Basketball

The woman who helped the Nuggets strike gold

Whether in the boardroom, or behind the lens, Angela Ruske has played a crucial part in the Otago Nuggets' golden NBL basketball season.

As the Otago Nuggets were on their way to grasping their first men's NBL title, Angela Ruske was trying to stay calm courtside by focusing through her camera lens.

While she's the boss of the Nuggets basketball team, Ruske is also a keen photographer. She was on the sidelines at Auckland’s Trusts Stadium on Saturday night, snapping away as her team won a down-to-the-wire final from the Manawatu Jets, 79-77.

It was fairytale ending for the Nuggets, who hadn’t played in the men's national league for six years. And Ruske played her own part in that story.

She may have a PhD in psychology, and run an alpaca farm in Dunedin, but it’s basketball that has become Ruske's true passion and occupied most of her career.

Having first picked up a ball in high school, and still playing the game, she now wears the hat of acting general manager of the Otago Nuggets and is an integral part of the team who have invigorated the sport in the south.

 
 

She played representative basketball as a teenager, married an Otago Nuggets player, and has three children who haven’t fallen far from the tree. Daughters Aleisha and Nicole both play for the Otago Gold Rush in the women’s NBL - with Nicole progressing to Tall Ferns honours - while son, Michael, has been involved in national age group squads.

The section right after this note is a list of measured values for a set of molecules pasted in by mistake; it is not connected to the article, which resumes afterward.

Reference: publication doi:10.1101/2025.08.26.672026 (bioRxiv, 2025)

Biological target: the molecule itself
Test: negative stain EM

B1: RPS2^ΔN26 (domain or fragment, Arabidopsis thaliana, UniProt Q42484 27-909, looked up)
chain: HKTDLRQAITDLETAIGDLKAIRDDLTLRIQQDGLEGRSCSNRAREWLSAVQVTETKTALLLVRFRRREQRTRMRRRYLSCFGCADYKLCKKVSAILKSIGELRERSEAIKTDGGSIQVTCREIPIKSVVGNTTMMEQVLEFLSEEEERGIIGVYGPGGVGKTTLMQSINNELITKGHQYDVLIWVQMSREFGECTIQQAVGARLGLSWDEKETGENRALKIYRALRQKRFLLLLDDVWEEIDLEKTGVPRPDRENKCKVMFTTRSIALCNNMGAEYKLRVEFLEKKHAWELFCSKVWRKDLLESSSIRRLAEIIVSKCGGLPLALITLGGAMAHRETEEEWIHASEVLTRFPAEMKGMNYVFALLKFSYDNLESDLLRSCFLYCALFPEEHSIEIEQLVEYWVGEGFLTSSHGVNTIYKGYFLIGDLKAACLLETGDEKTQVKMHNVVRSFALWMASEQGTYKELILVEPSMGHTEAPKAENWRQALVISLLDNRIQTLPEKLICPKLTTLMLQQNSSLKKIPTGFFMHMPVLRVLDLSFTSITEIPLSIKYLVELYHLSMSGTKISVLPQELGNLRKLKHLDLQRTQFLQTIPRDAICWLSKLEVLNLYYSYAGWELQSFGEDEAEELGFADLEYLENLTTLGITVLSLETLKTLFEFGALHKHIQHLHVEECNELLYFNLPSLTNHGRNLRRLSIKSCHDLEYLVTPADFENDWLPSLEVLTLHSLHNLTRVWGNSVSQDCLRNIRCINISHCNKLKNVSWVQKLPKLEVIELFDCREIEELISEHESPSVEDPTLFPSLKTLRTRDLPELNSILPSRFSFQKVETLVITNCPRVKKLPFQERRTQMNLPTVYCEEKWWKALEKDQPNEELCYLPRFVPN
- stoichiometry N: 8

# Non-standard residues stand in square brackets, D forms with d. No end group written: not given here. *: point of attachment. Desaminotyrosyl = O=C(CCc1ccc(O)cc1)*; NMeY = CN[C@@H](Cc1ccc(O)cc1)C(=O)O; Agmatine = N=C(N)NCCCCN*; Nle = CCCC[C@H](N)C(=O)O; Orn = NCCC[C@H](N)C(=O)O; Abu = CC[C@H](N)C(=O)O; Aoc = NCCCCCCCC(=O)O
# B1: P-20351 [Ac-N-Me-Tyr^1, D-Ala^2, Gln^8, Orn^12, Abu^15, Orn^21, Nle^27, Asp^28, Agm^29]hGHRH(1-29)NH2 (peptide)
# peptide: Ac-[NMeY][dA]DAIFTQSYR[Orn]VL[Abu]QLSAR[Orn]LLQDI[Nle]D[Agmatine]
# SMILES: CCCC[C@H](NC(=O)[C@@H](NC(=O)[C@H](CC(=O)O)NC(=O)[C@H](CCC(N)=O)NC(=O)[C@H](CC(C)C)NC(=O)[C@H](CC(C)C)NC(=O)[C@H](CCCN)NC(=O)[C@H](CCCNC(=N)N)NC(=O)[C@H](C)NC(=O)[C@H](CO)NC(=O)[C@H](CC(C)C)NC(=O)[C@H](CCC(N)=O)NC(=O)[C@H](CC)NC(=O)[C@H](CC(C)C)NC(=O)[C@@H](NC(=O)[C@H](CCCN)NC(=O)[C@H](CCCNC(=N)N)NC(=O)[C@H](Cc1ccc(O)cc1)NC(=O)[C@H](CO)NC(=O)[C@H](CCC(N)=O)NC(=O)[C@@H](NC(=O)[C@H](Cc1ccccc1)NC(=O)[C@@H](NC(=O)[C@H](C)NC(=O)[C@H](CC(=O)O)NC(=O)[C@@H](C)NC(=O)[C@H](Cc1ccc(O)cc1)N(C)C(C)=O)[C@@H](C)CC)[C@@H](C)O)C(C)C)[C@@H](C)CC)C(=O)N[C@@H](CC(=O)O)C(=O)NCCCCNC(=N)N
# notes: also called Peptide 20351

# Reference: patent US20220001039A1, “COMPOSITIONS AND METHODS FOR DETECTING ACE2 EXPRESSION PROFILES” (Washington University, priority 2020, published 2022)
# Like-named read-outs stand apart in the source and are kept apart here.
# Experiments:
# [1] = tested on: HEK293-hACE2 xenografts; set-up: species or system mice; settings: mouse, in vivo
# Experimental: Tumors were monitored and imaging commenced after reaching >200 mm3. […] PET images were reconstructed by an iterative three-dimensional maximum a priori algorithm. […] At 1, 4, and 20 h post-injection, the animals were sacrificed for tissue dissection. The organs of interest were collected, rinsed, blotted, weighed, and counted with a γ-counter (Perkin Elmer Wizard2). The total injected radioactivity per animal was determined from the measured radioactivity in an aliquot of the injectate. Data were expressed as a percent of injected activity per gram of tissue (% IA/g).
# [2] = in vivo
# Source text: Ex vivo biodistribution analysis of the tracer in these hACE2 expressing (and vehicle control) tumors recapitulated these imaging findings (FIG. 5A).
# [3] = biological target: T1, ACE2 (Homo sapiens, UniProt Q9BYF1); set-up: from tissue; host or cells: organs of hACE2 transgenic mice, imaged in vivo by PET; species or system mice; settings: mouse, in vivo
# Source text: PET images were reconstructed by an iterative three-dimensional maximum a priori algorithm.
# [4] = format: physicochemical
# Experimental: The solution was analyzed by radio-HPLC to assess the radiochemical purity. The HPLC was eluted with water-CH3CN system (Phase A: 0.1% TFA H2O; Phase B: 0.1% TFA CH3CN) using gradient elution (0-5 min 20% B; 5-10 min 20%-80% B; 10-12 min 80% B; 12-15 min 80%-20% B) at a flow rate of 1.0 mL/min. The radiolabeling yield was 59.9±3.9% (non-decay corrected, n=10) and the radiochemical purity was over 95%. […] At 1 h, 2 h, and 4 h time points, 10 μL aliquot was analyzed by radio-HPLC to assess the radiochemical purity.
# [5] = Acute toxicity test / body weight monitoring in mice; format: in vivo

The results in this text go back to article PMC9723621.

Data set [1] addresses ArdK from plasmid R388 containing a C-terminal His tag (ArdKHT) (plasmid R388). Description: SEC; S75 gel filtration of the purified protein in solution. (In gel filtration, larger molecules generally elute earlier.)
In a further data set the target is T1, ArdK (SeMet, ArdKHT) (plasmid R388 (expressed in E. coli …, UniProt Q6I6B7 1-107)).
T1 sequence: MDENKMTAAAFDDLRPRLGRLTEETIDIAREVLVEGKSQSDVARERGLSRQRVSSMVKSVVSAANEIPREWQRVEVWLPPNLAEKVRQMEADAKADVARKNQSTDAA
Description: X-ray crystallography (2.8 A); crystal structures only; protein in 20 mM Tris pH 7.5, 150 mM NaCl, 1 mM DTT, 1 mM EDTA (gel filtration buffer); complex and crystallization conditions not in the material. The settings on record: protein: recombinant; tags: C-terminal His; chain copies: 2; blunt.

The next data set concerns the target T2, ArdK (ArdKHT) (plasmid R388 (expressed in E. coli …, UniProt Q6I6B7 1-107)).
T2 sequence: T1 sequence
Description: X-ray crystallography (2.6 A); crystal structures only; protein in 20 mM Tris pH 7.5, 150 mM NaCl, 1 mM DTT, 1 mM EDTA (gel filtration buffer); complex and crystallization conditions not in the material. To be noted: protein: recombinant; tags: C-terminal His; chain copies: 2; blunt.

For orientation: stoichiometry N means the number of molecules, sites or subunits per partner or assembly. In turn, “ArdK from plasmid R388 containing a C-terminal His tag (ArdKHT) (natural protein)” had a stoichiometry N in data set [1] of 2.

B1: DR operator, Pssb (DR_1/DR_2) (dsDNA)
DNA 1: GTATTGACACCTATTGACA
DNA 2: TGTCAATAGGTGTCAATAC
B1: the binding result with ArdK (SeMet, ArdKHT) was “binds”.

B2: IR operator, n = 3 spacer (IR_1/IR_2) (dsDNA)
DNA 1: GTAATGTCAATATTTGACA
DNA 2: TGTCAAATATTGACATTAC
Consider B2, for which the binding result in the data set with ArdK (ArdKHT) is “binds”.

“Who would’ve thought that I’d start playing in third form, and still be so invested all these years later?” says Ruske. “That’s the beauty of sport - it’s created a lifetime of opportunities for me and now for my kids.”

Angela Ruske (left) with son Michael, husband Dean and daughters, Nicole and Aleisha. Photo: supplied.

There haven’t been many upsides of Covid-19’s impact on the sporting world, but you won’t hear that from the avid basketball fans in Otago. “We couldn’t have asked for a better opportunity,” says Ruske.

Basketball Otago has a chequered financial history, with the Nuggets absent from national league competition since 2014, while the organisation re-established itself financially.

Ruske has been part of a group revitalising the sport across the region, including getting a franchise back into this year’s condensed men’s NBL.

Her long involvement as both a player and administrator made her an ideal candidate for the Basketball Otago board, where she’s had a seat at the boardroom table for over a decade.

The growth of the sport has always motivated her, and it inspired her to take action when times were tough five years ago. A ‘Keep Basketball in Otago’ campaign was formed to fund-raise and set up a financially secure local association.

“Our priority was looking after the grassroots and development programme for our kids,” says Ruske. “We’ve got to a level where that’s sustainable on its own, and we could look to bring the franchise back as a separate entity.”

Initial plans were for the Nuggets to return in 2021, with the focus this year being on securing sponsorship and funding. Enter the global pandemic, uprooting sports around the world.

When the NBL emerged with a compacted 2020 league, limited travel and reduced costs of entry, it was too good an opportunity to turn down - the Nuggets were back.

“We knew we could be part of this league and the opportunities it would provide for us next year,” Ruske says. “Not only in development of players and coaches, but awareness within our community and a platform for our sponsors to see the potential for a full season in 2021.”